Republican Ohio Gov. Mike DeWine announced late Monday night that polls will be closed in the state on Tuesday as a result of the coronavirus pandemic.
The order came from Ohio Health Director Dr. Amy Acton, who said she was ordering “the polling locations in the State of Ohio closed on March 17” in order to “avoid the imminent threat with a high probability of widespread exposure to COVID-19 with a significant risk of substantial harm to a large number of the people in the general population, including the elderly and people with weakened immune systems and chronic medical conditions.”
Acton said the order “shall take effect immediately and remain in full force and effect until the State of Emergency declared by the governor no longer exists” or she modifies the order.
Early Tuesday morning, Ohio’s Supreme Court rejected a challenge to the poll closure by a candidate for a county judgeship.
The late-night change is the latest turn in a confusing saga that played out hours before voters were set to go to the polls in Ohio, and it highlights the depth to which election officials are struggling to balance protecting the public and allowing them to cast ballots.
DeWine earlier on Monday asked a court to move the primary election to June amid the pandemic, only to be denied by a judge later in the day. It’s not clear whether the order to close the polls as a health emergency will violate the court’s ruling.
“During this time when we face an unprecedented public health crisis, to conduct an election tomorrow would force poll workers and voters to place themselves at a unacceptable health risk of contracting coronavirus,” DeWine said in the statement announcing the latest change. “As such, Health Director Dr. Amy Acton will order the polls closed as a health emergency. While the polls will be closed tomorrow, Secretary of State Frank LaRose will seek a remedy through the courts to extend voting options so that every voter who wants to vote will be granted that opportunity.”
When asked by CNN’s Don Lemon how the health director could make such an order, despite the judge’s ruling, Ohio Secretary of State Frank LaRose pointed to the “broad authority” Acton has as the top health official in the state.
“What the health director has is broad authority to protect the health of Ohioans,” LaRose said in an interview on “CNN Tonight.”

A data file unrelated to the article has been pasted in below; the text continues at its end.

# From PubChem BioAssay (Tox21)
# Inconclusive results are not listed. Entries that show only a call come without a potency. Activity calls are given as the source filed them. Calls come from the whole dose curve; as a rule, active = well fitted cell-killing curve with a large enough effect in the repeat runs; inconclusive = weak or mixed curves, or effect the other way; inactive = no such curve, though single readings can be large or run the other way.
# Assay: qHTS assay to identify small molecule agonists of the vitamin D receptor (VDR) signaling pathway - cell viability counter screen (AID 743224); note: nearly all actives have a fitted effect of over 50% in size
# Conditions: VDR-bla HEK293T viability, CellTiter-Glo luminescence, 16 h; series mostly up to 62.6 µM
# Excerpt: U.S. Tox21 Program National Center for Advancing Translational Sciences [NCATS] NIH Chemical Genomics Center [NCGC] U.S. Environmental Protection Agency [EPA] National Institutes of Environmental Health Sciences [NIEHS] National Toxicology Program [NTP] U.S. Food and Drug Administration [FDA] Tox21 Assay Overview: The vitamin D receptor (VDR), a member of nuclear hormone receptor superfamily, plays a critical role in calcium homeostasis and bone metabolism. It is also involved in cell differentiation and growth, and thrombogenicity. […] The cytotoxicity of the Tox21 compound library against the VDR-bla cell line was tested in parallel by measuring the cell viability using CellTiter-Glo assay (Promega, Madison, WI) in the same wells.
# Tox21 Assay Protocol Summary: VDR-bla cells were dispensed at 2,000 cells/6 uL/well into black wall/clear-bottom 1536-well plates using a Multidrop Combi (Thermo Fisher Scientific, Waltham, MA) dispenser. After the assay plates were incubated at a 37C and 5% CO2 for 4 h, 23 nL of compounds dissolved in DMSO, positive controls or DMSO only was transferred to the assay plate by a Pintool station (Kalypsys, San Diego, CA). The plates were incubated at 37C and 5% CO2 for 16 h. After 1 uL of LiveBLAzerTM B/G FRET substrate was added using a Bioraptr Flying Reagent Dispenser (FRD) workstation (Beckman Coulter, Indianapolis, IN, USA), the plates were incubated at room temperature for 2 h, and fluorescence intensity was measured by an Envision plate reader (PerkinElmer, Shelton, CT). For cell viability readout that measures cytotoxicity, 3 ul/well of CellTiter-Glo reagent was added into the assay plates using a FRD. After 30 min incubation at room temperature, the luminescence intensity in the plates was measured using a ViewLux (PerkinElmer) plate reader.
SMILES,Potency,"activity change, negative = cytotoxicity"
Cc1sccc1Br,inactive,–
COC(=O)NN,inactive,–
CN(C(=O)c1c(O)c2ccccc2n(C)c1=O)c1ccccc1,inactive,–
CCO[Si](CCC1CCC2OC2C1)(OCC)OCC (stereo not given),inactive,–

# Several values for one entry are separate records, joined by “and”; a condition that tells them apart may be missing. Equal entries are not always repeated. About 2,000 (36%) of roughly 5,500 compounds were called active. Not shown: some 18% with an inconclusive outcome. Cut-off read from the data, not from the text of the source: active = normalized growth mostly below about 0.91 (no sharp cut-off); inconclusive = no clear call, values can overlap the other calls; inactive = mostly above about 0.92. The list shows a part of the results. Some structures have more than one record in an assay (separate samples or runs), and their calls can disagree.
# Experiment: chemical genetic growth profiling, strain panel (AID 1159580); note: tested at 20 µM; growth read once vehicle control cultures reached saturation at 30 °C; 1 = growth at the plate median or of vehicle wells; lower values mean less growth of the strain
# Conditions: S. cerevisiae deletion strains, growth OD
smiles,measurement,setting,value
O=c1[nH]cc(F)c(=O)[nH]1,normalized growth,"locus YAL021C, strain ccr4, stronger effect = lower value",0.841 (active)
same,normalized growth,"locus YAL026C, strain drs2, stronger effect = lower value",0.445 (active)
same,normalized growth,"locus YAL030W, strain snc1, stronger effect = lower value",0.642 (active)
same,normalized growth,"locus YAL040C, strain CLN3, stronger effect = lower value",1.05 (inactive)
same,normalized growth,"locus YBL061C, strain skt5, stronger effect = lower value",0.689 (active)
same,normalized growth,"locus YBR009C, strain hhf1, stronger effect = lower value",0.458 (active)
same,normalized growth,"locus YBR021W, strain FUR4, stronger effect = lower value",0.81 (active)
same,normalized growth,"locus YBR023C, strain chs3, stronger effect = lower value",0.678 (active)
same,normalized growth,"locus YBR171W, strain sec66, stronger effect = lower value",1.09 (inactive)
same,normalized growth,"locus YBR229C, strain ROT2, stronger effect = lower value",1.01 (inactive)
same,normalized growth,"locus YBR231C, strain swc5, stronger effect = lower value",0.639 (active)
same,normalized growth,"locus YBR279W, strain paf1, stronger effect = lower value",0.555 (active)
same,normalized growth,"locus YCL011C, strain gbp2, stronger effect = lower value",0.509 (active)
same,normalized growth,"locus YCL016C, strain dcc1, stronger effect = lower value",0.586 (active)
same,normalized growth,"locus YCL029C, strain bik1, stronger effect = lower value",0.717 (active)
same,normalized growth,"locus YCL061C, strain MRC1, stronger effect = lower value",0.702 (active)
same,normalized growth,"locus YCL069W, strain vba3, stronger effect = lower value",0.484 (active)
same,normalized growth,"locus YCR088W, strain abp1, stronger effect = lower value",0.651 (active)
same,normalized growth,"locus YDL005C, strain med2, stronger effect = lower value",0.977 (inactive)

“There’s a reason why that was created in law. Difficult decisions have to be made. The question of whether to go on with challenging this and appealing to courts in the middle of the night would create more uncertainty. The governor’s decision, I think, was a wise one to create the finality here so that poll workers know we’re not going to order them to go to the polls tomorrow morning when it is detrimental to their health.”
At least one of the state’s major political parties was also prepared to avoid voting on Tuesday, with Jane Timken, chair of the Ohio Republican Party, telling party members that – based on the order – no election would take place on Tuesday.
“Governor DeWine just announced that due to COVID-19, Health Director Dr. Amy Acton will issue an order that all polling locations be closed due to a health emergency,” Timken said in a statement. “This is a developing situation and we will relay any new and relevant information as soon as we receive it. Based on Dr. Acton’s order the primary election will not take place tomorrow.”
But some have also expressed concerns about pushing back voting into June. Ohio Democratic Party Chairman David Pepper said on Monday that the party “strongly supports concluding the primary election earlier than June 2” because “extending for that long is highly problematic for any number of reasons, and it is not at all clear that in-person voting will be possible on that date anyway.”
The election comes as the spread of the virus has caused a major disruption to American life as government officials work to stem the pandemic. Illinois, Florida and Arizona will also hold their elections Tuesday as planned, and state officials in the three states said after DeWine’s initial press conference that there would be no change to their current plans to hold elections on Tuesday.
On Monday, President Donald Trump, as part of new guidelines to fight coronavirus, advised people not to gather in groups of more than 10, and asked people to stay away from bars, restaurants and food courts and to not travel, if possible.
On Sunday, the US Centers for Disease Control and Prevention recommended no gatherings with 50 people or more for the next eight weeks.
DeWine announced Monday afternoon that he was recommending the primary be moved. The governor, though, said he did not have the power to postpone the primary unilaterally.
“It is clear that tomorrow’s in person voting does not conform, and cannot conform with these CDC guidelines. We cannot conduct this election tomorrow, the in-person voting for 13 hours tomorrow, and conform to these guidelines,” DeWine said.